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Title: Accessibility to historic and listed public buildings : the development control process in England and Wales
Author: Yaacob, Naziaty Mohd
ISNI:       0000 0004 2674 1560
Awarding Body: University of Salford
Current Institution: University of Salford
Date of Award: 2008
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In this policy-relevant thesis, the findings also revealed implications in conservation practice. Conservation importance takes precedence over the importance of Accessibility in the regulative framework of development control process, although Accessibility is placed with some importance. This is the main result of the findings from a triangulated study using a Single Case study to validate the findings obtained from the Survey Method using Interviews and Delphi Method conducted on the mechanisms of development processes on the Development Control Process in England and Wales. Accessibility to Historic and Listed Public Buildings involves the practice of conservation, which is accommodating the needs of disabled people to access and use of the facilities provided in historical premises. The implications also include aspects of design, management and operations of the historic building and its services. My study took into account the Accessibility and Inclusive Design development in the United Kingdom since the start of the Disability Discrimination Act 1995 until 2005 when the data collection stage was completed. This was when governmental initiatives to include disabled people in mainstream public activities were implemented by the adoption of the Social Model of Disability in U.K. government policies, the establishment of the rights based legislation and the creation of influential financial support for the active reusing of historic buildings by including access plans in applications for the Heritage Lottery Fund. Concurrently, the efforts in adding the value of accessibility to existing historic buildings in many urban regenerated areas in England and Wales involved the stakeholders, local government, the client and their representatives to the development process including heritage service providers. The research aim of my thesis is to ascertain whether the mechanisms used in the development control process and the non development control process were able to contribute in achieving accessibility to historic public buildings in England and Wales.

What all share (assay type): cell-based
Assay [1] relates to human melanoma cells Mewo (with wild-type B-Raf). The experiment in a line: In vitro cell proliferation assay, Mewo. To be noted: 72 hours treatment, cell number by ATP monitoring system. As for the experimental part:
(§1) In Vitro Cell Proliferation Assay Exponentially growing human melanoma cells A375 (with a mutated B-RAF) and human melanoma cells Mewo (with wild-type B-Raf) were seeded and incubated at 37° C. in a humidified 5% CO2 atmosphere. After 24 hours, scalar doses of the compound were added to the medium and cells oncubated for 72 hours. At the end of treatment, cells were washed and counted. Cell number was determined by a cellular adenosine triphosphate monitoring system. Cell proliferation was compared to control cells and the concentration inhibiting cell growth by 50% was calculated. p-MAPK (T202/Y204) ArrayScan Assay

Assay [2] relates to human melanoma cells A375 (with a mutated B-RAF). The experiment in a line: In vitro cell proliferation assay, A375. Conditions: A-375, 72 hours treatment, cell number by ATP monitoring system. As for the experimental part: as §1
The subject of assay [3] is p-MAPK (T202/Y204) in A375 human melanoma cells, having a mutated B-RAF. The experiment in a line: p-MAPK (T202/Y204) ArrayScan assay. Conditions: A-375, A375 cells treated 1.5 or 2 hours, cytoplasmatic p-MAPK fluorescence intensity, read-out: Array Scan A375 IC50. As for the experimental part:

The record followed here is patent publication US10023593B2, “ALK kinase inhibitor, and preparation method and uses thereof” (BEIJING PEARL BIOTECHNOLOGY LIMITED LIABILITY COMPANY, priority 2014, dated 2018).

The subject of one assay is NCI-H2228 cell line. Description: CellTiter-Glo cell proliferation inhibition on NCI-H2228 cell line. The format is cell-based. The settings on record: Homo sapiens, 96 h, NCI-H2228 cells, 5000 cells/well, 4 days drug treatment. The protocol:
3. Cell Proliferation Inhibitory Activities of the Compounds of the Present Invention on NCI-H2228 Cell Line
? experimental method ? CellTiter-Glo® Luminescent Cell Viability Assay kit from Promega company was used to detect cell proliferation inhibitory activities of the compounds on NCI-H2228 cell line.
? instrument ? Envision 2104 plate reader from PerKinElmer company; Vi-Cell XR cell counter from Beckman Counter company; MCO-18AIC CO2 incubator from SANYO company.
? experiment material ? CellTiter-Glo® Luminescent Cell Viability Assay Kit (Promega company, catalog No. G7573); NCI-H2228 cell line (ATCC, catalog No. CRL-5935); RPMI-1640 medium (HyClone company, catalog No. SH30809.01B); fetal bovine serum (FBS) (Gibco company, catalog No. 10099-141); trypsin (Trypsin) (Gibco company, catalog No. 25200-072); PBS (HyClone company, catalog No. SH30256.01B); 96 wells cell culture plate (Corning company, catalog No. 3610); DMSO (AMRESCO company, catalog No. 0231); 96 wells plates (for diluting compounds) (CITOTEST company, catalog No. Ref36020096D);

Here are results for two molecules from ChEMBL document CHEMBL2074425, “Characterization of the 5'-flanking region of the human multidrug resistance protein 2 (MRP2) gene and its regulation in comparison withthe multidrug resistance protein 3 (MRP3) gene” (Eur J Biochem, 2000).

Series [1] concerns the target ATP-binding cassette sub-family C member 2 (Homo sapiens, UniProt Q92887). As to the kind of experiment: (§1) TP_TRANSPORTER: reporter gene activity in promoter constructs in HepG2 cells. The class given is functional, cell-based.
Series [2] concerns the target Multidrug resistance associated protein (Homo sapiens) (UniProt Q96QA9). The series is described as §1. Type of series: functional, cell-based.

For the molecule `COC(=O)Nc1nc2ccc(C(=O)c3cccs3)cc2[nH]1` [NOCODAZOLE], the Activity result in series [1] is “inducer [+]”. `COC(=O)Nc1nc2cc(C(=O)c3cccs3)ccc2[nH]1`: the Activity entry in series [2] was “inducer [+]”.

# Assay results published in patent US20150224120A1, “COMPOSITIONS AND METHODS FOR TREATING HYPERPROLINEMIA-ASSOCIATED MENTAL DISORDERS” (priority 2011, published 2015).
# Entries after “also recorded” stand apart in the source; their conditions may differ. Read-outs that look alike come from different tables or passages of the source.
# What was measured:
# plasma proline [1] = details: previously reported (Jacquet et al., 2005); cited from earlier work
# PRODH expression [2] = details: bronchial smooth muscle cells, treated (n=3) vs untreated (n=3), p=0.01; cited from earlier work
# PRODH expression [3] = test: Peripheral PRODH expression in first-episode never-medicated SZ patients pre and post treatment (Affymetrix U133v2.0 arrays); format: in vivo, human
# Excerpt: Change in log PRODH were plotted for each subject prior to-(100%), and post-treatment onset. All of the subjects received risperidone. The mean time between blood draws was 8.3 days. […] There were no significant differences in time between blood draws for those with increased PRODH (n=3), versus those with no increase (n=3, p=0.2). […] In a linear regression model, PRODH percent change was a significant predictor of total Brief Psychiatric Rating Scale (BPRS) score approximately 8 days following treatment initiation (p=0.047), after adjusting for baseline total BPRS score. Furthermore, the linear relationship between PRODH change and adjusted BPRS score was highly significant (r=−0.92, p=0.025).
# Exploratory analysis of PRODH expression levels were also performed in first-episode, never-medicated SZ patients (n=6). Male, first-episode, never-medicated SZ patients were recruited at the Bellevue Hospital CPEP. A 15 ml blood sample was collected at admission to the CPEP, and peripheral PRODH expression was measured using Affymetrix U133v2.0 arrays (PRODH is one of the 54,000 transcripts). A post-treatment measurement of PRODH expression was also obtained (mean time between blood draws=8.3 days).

Supervisor: Not available Sponsor: Not available
Qualification Name: Thesis (Ph.D.) Qualification Level: Doctoral
EThOS ID:  DOI: Not available